Here's why. A choir is collaborative and all are welcome. You don't have to have passed grades on a musical instrument or be a top opera singer to join a choir. Anyone (well, almost anyone) can sing. There's a great sense of camaraderie within a choir and it provides the perfect team building environment.
The social interaction between parts of the organisation that would not ordinarily meet is a common theme. Nyree Applegarth, a partner in the dispute resolution team of West Midlands firm Higgs and Sons explains: "It gave us the chance to unite fee earners and support staff in an activity that was non law related, completely removed from the stresses and strains of fee earning work."
Choirs work well within firms' CSR programmes. I know of some firms' choirs who regularly take part in community projects, whether as part of local fairs, school development projects or linking up with other community partner choirs to put on full scale productions at Glyndebourne. It all helps develop firms relationships with the local community.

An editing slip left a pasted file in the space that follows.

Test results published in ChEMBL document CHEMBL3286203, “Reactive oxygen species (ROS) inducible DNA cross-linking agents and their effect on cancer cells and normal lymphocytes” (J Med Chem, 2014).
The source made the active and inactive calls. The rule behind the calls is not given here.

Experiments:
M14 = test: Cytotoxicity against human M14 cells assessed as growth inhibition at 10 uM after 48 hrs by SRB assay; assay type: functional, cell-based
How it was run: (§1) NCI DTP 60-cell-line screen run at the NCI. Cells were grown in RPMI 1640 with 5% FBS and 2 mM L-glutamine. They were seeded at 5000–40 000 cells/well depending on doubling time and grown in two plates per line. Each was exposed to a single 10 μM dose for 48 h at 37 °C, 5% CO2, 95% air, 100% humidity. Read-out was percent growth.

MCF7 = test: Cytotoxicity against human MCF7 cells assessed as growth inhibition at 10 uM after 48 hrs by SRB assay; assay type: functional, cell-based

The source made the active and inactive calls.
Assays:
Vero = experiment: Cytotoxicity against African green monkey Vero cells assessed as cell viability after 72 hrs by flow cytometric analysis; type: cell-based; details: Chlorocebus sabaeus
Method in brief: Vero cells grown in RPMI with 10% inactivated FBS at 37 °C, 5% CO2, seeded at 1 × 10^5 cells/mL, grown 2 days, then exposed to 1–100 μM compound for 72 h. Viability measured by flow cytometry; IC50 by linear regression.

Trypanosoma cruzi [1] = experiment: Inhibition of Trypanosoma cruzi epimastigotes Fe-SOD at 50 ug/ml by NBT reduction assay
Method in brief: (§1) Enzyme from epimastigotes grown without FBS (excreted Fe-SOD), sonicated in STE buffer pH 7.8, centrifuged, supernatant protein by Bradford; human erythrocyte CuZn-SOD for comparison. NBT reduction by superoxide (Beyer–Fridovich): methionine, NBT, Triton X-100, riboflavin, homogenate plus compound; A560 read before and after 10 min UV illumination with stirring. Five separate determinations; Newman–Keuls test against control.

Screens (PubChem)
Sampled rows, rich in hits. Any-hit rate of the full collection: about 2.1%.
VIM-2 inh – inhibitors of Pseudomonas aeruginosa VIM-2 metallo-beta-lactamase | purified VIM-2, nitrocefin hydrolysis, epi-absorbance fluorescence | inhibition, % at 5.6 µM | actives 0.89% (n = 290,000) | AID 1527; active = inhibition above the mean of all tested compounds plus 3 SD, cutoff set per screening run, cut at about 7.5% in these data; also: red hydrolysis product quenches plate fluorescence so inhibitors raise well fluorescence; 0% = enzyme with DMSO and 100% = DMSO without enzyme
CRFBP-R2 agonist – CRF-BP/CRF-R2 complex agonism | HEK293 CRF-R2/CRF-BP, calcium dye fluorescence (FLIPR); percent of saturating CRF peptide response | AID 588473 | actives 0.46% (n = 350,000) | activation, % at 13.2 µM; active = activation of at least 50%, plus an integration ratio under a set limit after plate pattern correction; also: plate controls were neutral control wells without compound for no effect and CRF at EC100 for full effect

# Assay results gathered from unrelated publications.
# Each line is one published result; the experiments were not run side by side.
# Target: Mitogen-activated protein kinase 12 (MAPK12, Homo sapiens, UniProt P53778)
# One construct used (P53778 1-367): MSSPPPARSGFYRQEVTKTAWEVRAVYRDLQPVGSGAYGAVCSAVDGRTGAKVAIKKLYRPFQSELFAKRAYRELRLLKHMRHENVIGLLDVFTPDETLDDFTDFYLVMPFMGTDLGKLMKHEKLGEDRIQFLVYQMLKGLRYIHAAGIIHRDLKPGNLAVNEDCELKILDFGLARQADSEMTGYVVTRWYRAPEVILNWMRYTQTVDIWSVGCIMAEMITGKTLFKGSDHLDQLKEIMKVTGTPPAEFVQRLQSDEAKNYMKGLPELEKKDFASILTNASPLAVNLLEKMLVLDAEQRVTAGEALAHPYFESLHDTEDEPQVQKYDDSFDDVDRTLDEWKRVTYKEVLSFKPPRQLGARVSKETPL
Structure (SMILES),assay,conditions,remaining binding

The variety of music available helps; all tastes are covered. With diverse scores covering many different genres, choir members get to sing a complete range of pieces. Some, such as the more traditional Mozart, Vivaldi or Fauré can be challenging while others (Pharrell Williams' Happy being a current favourite) require different skills such as coordinating hand claps and choreography as well as trying to sing, much to the amusement of many.
Firms cannot underestimate the wellbeing being in a choir provides. One individual, who shall remain nameless, says: "I've been at my firm for 10 years now. Five years ago I was unhappy and thinking of leaving; one of the things that convinced me to stay was the music programme we have here."
Many choir rehearsals take place at lunchtime allowing members take a full hour, quite unusual nowadays, to sing in their choir then come back feeling refreshed. One choir I know of moved their rehearsal time from the end of the week to a Monday lunchtime. As a result, the firm noticed an increase in productivity from its choir members who having had their rehearsal, returned to their desks completely motivated and having overcome their weekend blues.